USRA’s Safety and Security Coordinator, Susan DeKom, conducted a safety walk through of the lab on behalf of the NAMS R&D Student Program. As part of the safety and security program, students received Ames lab and office environment safety training as well as other courses (e.g. harassment prevention training). Safety and security is of utmost importance to both NASA and USRA.
Pictured above:  USRA NAMS interns and Susan Dekom, Safety and Security Coordinator, conducting lab safety walk through
iGEM Team at Mountain View’s Technology Showcase

On July 16th, the International Genetically Engineered Machine (iGEM)Team presented their project at the 5th Annual Technology Showcase that was held at Civic Center Plaza. The technology showcase is a one-day outdoor event where local organizations, tech companies and start-ups showcase their latest products/technologies. The event is presented by the City of Mountain View and the Chamber of Commerce with the purpose of promoting Mountain View’s innovative community and connect businesses with the Mountain View community.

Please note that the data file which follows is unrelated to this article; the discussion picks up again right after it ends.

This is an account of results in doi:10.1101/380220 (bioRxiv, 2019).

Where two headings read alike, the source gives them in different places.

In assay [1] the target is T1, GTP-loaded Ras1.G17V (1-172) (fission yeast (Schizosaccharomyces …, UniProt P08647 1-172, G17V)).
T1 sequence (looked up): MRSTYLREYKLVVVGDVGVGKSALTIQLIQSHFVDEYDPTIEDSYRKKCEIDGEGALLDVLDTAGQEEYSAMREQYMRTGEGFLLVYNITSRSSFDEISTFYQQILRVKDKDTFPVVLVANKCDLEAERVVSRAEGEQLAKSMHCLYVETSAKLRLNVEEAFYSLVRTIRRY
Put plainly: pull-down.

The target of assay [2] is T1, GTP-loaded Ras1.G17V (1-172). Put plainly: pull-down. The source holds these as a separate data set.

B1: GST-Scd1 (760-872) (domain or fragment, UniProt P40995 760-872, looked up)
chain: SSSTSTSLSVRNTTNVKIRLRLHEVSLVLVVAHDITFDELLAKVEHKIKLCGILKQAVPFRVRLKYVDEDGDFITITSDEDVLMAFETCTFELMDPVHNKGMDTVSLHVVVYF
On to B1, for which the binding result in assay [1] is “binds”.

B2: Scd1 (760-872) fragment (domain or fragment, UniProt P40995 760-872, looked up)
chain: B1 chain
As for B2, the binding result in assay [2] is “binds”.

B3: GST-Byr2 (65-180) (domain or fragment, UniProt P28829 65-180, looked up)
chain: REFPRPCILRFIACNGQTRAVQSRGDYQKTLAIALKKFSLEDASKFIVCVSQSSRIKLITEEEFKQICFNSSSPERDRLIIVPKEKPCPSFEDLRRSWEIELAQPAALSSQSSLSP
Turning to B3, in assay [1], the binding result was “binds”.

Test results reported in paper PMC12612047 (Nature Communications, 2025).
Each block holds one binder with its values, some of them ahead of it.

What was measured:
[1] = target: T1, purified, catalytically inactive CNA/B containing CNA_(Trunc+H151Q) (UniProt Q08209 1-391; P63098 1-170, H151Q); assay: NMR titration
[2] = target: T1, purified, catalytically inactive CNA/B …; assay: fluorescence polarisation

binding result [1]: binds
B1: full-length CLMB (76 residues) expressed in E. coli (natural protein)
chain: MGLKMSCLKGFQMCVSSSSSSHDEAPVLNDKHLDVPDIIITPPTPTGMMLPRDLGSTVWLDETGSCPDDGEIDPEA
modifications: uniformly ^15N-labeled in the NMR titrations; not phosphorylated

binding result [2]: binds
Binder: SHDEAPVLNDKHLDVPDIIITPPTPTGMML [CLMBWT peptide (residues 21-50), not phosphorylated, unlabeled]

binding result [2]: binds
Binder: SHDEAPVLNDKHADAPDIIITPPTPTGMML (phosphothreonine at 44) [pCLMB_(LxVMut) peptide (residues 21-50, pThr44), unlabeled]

Pictured above: iGEM booth at Mountain View City's Technology Showcase
I-Squared Program: International Cultural Night
I-Squared Program hosted the International Culture Night on July 16 at 5:30 PM at the Ames Research Park. The event was attended by students from I-Squared, NAMS R&D Student Program and NASA Internships and Fellowships (NIFS). Students gave presentations, learned about interns from other countries, shared food from various cultures and networked with other students. Thanks to Porsche Parker and Kristina Wilmoth for involving students from various programs to make this event a success!
Pictured above:   I-Squared program students at International Cultural Night
I-Squared Program: Ames Summer Series Seminar by Krisstina Wilmoth